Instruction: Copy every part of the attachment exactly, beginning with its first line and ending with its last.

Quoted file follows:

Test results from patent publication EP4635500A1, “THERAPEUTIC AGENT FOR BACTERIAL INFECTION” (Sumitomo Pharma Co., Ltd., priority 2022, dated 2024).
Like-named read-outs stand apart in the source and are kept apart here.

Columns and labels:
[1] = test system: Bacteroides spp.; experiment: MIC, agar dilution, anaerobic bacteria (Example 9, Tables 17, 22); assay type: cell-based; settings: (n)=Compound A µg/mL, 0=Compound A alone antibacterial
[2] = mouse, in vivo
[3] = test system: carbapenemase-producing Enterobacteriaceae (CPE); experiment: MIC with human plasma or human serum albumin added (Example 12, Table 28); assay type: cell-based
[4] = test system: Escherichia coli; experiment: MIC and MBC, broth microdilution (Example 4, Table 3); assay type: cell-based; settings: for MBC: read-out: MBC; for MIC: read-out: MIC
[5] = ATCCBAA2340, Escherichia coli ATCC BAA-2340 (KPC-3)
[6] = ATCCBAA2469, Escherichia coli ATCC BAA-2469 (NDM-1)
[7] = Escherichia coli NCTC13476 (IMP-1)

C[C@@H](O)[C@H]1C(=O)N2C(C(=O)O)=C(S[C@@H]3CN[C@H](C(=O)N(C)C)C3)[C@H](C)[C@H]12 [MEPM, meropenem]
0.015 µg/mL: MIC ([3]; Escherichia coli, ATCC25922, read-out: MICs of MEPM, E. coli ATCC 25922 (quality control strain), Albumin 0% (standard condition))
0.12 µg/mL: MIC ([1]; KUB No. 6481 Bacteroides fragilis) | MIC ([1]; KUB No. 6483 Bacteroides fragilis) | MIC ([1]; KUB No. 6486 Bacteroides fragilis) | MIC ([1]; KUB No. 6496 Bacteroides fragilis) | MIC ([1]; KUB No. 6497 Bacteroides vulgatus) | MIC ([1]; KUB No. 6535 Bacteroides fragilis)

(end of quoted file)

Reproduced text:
Test results from patent publication EP4635500A1, “THERAPEUTIC AGENT FOR BACTERIAL INFECTION” (Sumitomo Pharma Co., Ltd., priority 2022, dated 2024).
Like-named read-outs stand apart in the source and are kept apart here.

Columns and labels:
[1] = test system: Bacteroides spp.; experiment: MIC, agar dilution, anaerobic bacteria (Example 9, Tables 17, 22); assay type: cell-based; settings: (n)=Compound A µg/mL, 0=Compound A alone antibacterial
[2] = mouse, in vivo
[3] = test system: carbapenemase-producing Enterobacteriaceae (CPE); experiment: MIC with human plasma or human serum albumin added (Example 12, Table 28); assay type: cell-based
[4] = test system: Escherichia coli; experiment: MIC and MBC, broth microdilution (Example 4, Table 3); assay type: cell-based; settings: for MBC: read-out: MBC; for MIC: read-out: MIC
[5] = ATCCBAA2340, Escherichia coli ATCC BAA-2340 (KPC-3)
[6] = ATCCBAA2469, Escherichia coli ATCC BAA-2469 (NDM-1)
[7] = Escherichia coli NCTC13476 (IMP-1)

C[C@@H](O)[C@H]1C(=O)N2C(C(=O)O)=C(S[C@@H]3CN[C@H](C(=O)N(C)C)C3)[C@H](C)[C@H]12 [MEPM, meropenem]
0.015 µg/mL: MIC ([3]; Escherichia coli, ATCC25922, read-out: MICs of MEPM, E. coli ATCC 25922 (quality control strain), Albumin 0% (standard condition))
0.12 µg/mL: MIC ([1]; KUB No. 6481 Bacteroides fragilis) | MIC ([1]; KUB No. 6483 Bacteroides fragilis) | MIC ([1]; KUB No. 6486 Bacteroides fragilis) | MIC ([1]; KUB No. 6496 Bacteroides fragilis) | MIC ([1]; KUB No. 6497 Bacteroides vulgatus) | MIC ([1]; KUB No. 6535 Bacteroides fragilis)